Red Push Question.

Discussion in 'Archived Threads 2001-2004' started by Ryan Pream, Jul 9, 2001.

  1. Ryan Pream

    Ryan Pream Stunt Coordinator

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    Can someone give me a detailed explanation of what Red Push is? In particular, why setting the gray scale will not fix Red Push.
    Thanks,
    Ryan
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  2. ThomasL

    ThomasL Supporting Actor

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    Ryan, red push and grayscale are two entirely different animals. In a nutshell, grayscale tells your tv how to render black and white images of varying intensity. Since the tv's phosphor screen is made up of 3 phosphors - blue, red, green, that are all fired at with electrons, the tv somehow needs to know how to make something a shade of gray - i.e. what mix of red, green, and blue will give it the neutral gray it needs to display. Red push is simply an overemphasis of the red signal by the tv's color decoder. It simpy means reds on the screen will be more intense in relation to other colors (sunburned faces, etc.). Changing the grayscale may affect how your eyes perceive oversaturation of red (i.e. red push) but you're doing it at the expense of changing the way gray looks and drastically if you change the CUT and DRVs a lot. The easiest way to determine if you suffer from red push or an overly red tinted grayscale is to get the Avia DVD and bring up the color decoder test pattern. This one will tell you if you're suffering from red push. Then bring up the Avia 10 step grayscale pattern and look for a color tint to the grayscale. While it may not be D6500, your eyes will be able to tell if its too red, too green, or too blue. I'v found this to be the quickest way to determine if it's a red tinted grayscale problem or a red push problem.
    hope this helps,
    --tom
     
  3. Ryan Pream

    Ryan Pream Stunt Coordinator

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    Thanks that helps a lot.
    Ryan
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  4. John Morton

    John Morton Stunt Coordinator

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    ThomasL......
    Thanks for the post. I'm fairly new to tv calibration. I've had great success with me Wega, but have however been having a heck of a time with a friend's set. Are you saying that the cut and drv settings should be used to adjust the grey scale and not the saturations of individual colors? Don't they go hand in hand?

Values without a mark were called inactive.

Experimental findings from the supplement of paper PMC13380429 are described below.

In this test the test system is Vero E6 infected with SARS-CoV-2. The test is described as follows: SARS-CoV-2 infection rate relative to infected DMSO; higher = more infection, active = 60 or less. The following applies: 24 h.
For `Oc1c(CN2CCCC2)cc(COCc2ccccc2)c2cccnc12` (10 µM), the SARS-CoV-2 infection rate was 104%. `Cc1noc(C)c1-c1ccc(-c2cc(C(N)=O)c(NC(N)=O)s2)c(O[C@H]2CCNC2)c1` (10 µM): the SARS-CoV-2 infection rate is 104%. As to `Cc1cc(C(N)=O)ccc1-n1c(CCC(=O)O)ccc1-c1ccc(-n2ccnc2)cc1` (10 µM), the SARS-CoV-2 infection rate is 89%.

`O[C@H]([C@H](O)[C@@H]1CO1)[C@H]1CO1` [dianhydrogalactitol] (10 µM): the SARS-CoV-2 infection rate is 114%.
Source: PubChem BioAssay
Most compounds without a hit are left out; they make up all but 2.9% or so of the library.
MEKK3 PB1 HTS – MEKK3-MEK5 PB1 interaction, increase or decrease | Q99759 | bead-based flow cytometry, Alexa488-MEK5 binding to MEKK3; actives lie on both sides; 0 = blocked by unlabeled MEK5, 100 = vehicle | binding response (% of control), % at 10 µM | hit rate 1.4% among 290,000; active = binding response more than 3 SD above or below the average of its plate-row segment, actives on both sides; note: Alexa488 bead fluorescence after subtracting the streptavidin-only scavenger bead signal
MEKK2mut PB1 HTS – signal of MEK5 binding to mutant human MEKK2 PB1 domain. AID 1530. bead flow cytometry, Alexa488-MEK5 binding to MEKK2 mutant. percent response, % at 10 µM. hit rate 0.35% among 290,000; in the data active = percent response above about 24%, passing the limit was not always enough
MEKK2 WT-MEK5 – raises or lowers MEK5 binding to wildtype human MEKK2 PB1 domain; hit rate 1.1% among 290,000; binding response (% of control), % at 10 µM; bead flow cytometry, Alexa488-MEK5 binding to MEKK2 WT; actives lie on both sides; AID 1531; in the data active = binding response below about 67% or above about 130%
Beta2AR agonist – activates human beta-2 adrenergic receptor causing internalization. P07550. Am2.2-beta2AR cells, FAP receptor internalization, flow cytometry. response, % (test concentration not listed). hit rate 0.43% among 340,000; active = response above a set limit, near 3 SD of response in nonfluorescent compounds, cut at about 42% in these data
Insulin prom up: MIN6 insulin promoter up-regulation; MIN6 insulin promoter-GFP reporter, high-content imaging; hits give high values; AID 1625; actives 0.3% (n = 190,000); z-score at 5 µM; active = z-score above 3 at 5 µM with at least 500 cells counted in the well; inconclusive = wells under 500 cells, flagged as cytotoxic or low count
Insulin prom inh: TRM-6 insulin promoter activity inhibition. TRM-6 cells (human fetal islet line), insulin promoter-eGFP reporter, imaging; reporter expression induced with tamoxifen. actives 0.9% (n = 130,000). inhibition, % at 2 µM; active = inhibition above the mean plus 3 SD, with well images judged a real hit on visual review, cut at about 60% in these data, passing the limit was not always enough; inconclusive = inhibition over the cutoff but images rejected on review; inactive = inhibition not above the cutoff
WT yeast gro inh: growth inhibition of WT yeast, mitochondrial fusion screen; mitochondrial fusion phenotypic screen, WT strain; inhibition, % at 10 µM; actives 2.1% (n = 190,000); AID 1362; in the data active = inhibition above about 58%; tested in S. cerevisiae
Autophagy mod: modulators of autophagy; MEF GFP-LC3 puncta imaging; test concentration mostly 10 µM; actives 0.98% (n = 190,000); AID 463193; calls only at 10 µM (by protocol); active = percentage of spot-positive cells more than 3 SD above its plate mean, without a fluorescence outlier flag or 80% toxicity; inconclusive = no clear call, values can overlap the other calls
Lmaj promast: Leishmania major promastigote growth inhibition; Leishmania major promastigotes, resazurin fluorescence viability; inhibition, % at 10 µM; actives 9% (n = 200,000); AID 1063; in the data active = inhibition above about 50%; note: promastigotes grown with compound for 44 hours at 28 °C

Thanks again!!
    John
     
  5. GlennH

    GlennH Cinematographer

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    Red Push is such a problem on Mitsubishi RPTVs that owners have taken things into their own hands and built "red push attenuators" with parts from Radio Shack.
    This post in another forum contains an excellent explanation of the phenomenon including pictures.
    (I don't know if I should link to other forums directly here, but that really is the best explanation I've seen on the subject.)
     
  6. TrevorB

    TrevorB Auditioning

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  7. ThomasL

    ThomasL Supporting Actor

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    John, take a look at this article by Guy Kuo regarding color decoder vs. grayscale.
    http://www.keohi.com/keohihdtv/usefu...ordecoder.html
    Essentially if you change the service level grayscale variables - e.g. CUTs and DRVs - in order to fix an oversaturation of red in the color decoder, then you'll be altering the color of gray (from white to black). While it may seem like you've alleviated the red push at first glance, what you've done is removed a lot of red from the grayscale and thus your grays will most likely look some shade of blue/green. This is why I think it is important to determine where/what is causing the perceived oversaturation (the color decoder vs. grayscale) and then make adjustments accordingly. As the above article mentions, the color decoder pattern in Avia allows one to set the overall color saturation and/or change the color decoder variables independent of what the grayscale looks like. Thus I would set the color saturation first and then go in and use the Avia grayscale patterns to check the grayscale.
    hope this helps,
    --tom
     
  8. John Morton

    John Morton Stunt Coordinator

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    Thanks guys!!! I'll definitely read those recommendations.
    I have SO much more to learn!!! :)
     

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